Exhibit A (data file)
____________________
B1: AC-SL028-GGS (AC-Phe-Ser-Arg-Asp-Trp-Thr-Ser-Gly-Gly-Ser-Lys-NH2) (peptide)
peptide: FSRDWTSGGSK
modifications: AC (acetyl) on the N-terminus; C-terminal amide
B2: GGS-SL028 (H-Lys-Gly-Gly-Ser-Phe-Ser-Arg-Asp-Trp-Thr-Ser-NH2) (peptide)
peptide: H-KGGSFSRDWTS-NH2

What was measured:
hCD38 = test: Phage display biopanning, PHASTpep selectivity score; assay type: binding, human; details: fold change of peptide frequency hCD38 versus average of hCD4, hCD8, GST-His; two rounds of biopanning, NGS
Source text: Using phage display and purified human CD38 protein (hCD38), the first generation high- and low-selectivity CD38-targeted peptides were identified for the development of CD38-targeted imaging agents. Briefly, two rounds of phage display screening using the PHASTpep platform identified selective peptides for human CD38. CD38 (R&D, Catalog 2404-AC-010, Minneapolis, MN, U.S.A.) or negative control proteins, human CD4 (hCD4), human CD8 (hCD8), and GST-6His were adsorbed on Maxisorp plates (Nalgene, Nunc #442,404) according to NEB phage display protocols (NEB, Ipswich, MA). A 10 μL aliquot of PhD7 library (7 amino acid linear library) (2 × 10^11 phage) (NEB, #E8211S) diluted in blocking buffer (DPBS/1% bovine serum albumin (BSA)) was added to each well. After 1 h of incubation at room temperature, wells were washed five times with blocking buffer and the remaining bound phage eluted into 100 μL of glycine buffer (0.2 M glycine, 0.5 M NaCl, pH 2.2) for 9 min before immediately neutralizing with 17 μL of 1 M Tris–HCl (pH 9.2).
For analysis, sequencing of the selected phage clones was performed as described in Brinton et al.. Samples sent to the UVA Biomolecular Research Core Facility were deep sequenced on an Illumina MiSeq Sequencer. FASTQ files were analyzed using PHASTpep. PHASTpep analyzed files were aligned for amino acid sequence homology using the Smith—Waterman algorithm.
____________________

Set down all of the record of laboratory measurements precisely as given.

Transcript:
B1: AC-SL028-GGS (AC-Phe-Ser-Arg-Asp-Trp-Thr-Ser-Gly-Gly-Ser-Lys-NH2) (peptide)
peptide: FSRDWTSGGSK
modifications: AC (acetyl) on the N-terminus; C-terminal amide
B2: GGS-SL028 (H-Lys-Gly-Gly-Ser-Phe-Ser-Arg-Asp-Trp-Thr-Ser-NH2) (peptide)
peptide: H-KGGSFSRDWTS-NH2

What was measured:
hCD38 = test: Phage display biopanning, PHASTpep selectivity score; assay type: binding, human; details: fold change of peptide frequency hCD38 versus average of hCD4, hCD8, GST-His; two rounds of biopanning, NGS
Source text: Using phage display and purified human CD38 protein (hCD38), the first generation high- and low-selectivity CD38-targeted peptides were identified for the development of CD38-targeted imaging agents. Briefly, two rounds of phage display screening using the PHASTpep platform identified selective peptides for human CD38. CD38 (R&D, Catalog 2404-AC-010, Minneapolis, MN, U.S.A.) or negative control proteins, human CD4 (hCD4), human CD8 (hCD8), and GST-6His were adsorbed on Maxisorp plates (Nalgene, Nunc #442,404) according to NEB phage display protocols (NEB, Ipswich, MA). A 10 μL aliquot of PhD7 library (7 amino acid linear library) (2 × 10^11 phage) (NEB, #E8211S) diluted in blocking buffer (DPBS/1% bovine serum albumin (BSA)) was added to each well. After 1 h of incubation at room temperature, wells were washed five times with blocking buffer and the remaining bound phage eluted into 100 μL of glycine buffer (0.2 M glycine, 0.5 M NaCl, pH 2.2) for 9 min before immediately neutralizing with 17 μL of 1 M Tris–HCl (pH 9.2).
For analysis, sequencing of the selected phage clones was performed as described in Brinton et al.. Samples sent to the UVA Biomolecular Research Core Facility were deep sequenced on an Illumina MiSeq Sequencer. FASTQ files were analyzed using PHASTpep. PHASTpep analyzed files were aligned for amino acid sequence homology using the Smith—Waterman algorithm.